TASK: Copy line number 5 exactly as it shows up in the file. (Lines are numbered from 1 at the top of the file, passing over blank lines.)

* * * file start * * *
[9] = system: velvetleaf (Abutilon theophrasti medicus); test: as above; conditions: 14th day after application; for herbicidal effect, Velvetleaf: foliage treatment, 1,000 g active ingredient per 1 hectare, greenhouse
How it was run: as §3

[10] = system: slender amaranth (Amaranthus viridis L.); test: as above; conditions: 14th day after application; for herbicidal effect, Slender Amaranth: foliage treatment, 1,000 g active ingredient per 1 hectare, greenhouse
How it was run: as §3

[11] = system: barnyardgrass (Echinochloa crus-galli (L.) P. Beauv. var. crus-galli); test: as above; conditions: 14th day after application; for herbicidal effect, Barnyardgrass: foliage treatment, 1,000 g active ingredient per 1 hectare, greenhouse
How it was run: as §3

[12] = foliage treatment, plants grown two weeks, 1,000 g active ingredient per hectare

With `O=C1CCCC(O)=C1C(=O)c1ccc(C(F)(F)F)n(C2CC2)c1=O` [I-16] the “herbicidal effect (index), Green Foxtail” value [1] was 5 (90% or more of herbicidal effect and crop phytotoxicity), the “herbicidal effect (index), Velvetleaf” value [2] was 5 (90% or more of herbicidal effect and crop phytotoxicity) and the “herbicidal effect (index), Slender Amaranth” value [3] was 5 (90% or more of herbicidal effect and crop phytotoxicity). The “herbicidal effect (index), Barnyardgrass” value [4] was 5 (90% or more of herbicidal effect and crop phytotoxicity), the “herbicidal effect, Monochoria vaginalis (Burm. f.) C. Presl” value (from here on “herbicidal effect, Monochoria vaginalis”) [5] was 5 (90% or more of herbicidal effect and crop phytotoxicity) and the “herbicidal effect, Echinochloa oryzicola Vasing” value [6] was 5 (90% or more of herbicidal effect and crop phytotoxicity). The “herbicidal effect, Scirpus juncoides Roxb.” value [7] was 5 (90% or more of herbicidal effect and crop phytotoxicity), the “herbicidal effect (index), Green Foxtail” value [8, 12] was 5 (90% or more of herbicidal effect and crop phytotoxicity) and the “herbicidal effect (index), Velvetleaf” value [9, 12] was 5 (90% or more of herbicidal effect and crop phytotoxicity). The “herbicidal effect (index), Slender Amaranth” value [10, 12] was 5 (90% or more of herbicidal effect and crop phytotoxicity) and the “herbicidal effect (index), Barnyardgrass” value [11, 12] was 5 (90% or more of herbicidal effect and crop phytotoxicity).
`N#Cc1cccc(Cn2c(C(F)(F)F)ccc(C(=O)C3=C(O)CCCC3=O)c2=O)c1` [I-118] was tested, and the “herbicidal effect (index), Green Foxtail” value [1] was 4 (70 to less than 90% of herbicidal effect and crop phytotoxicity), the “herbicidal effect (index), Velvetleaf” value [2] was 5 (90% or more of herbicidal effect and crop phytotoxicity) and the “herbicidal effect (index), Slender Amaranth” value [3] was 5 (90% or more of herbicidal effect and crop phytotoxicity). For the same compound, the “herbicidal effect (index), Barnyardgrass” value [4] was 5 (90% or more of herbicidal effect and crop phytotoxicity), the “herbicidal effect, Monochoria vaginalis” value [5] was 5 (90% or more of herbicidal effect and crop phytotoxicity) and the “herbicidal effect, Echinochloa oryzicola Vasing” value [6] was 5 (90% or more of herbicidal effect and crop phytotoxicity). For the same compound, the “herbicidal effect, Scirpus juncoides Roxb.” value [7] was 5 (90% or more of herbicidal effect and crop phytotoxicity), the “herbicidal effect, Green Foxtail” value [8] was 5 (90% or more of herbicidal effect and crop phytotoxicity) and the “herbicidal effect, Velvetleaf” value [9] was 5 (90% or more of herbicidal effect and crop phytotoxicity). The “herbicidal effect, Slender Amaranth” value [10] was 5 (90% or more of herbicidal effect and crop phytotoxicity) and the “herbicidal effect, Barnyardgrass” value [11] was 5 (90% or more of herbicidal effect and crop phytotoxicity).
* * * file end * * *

[11] = system: barnyardgrass (Echinochloa crus-galli (L.) P. Beauv. var. crus-galli); test: as above; conditions: 14th day after application; for herbicidal effect, Barnyardgrass: foliage treatment, 1,000 g active ingredient per 1 hectare, greenhouse